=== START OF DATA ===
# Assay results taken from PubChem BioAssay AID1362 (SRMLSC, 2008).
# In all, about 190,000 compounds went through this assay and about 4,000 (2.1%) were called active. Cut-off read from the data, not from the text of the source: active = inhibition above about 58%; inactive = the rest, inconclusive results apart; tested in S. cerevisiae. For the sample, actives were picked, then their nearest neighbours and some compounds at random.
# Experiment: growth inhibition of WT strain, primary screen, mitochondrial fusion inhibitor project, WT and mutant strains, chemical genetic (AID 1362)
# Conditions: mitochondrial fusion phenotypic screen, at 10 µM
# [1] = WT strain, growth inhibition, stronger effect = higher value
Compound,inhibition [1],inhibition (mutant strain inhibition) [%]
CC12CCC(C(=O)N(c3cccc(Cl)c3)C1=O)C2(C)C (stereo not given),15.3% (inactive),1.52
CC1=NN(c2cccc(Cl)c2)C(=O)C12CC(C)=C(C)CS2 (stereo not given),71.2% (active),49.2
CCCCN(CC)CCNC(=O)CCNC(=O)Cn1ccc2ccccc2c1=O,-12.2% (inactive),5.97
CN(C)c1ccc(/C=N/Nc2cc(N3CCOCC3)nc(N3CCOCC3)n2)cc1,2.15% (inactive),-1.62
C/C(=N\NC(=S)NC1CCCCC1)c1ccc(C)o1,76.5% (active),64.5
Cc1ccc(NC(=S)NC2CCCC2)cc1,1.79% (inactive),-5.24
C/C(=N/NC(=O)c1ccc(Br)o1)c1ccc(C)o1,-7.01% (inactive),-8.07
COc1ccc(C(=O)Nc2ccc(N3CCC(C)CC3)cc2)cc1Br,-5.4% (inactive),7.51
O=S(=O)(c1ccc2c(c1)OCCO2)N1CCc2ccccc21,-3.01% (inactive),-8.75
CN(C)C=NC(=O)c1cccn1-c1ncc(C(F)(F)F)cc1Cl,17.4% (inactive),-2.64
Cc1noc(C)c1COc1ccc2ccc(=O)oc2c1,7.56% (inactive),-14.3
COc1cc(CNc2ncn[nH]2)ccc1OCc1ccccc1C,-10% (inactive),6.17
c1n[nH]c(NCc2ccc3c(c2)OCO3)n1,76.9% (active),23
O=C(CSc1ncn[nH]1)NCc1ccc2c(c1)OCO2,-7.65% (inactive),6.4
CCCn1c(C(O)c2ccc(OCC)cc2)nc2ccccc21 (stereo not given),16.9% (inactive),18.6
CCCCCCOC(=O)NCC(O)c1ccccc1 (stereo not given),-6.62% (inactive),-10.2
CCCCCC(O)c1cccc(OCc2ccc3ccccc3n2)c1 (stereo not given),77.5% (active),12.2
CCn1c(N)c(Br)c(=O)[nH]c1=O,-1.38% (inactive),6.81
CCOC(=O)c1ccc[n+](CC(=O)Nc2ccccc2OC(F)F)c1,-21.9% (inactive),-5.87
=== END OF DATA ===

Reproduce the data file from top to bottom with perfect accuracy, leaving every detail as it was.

# Assay results taken from PubChem BioAssay AID1362 (SRMLSC, 2008).
# In all, about 190,000 compounds went through this assay and about 4,000 (2.1%) were called active. Cut-off read from the data, not from the text of the source: active = inhibition above about 58%; inactive = the rest, inconclusive results apart; tested in S. cerevisiae. For the sample, actives were picked, then their nearest neighbours and some compounds at random.
# Experiment: growth inhibition of WT strain, primary screen, mitochondrial fusion inhibitor project, WT and mutant strains, chemical genetic (AID 1362)
# Conditions: mitochondrial fusion phenotypic screen, at 10 µM
# [1] = WT strain, growth inhibition, stronger effect = higher value
Compound,inhibition [1],inhibition (mutant strain inhibition) [%]
CC12CCC(C(=O)N(c3cccc(Cl)c3)C1=O)C2(C)C (stereo not given),15.3% (inactive),1.52
CC1=NN(c2cccc(Cl)c2)C(=O)C12CC(C)=C(C)CS2 (stereo not given),71.2% (active),49.2
CCCCN(CC)CCNC(=O)CCNC(=O)Cn1ccc2ccccc2c1=O,-12.2% (inactive),5.97
CN(C)c1ccc(/C=N/Nc2cc(N3CCOCC3)nc(N3CCOCC3)n2)cc1,2.15% (inactive),-1.62
C/C(=N\NC(=S)NC1CCCCC1)c1ccc(C)o1,76.5% (active),64.5
Cc1ccc(NC(=S)NC2CCCC2)cc1,1.79% (inactive),-5.24
C/C(=N/NC(=O)c1ccc(Br)o1)c1ccc(C)o1,-7.01% (inactive),-8.07
COc1ccc(C(=O)Nc2ccc(N3CCC(C)CC3)cc2)cc1Br,-5.4% (inactive),7.51
O=S(=O)(c1ccc2c(c1)OCCO2)N1CCc2ccccc21,-3.01% (inactive),-8.75
CN(C)C=NC(=O)c1cccn1-c1ncc(C(F)(F)F)cc1Cl,17.4% (inactive),-2.64
Cc1noc(C)c1COc1ccc2ccc(=O)oc2c1,7.56% (inactive),-14.3
COc1cc(CNc2ncn[nH]2)ccc1OCc1ccccc1C,-10% (inactive),6.17
c1n[nH]c(NCc2ccc3c(c2)OCO3)n1,76.9% (active),23
O=C(CSc1ncn[nH]1)NCc1ccc2c(c1)OCO2,-7.65% (inactive),6.4
CCCn1c(C(O)c2ccc(OCC)cc2)nc2ccccc21 (stereo not given),16.9% (inactive),18.6
CCCCCCOC(=O)NCC(O)c1ccccc1 (stereo not given),-6.62% (inactive),-10.2
CCCCCC(O)c1cccc(OCc2ccc3ccccc3n2)c1 (stereo not given),77.5% (active),12.2
CCn1c(N)c(Br)c(=O)[nH]c1=O,-1.38% (inactive),6.81
CCOC(=O)c1ccc[n+](CC(=O)Nc2ccccc2OC(F)F)c1,-21.9% (inactive),-5.87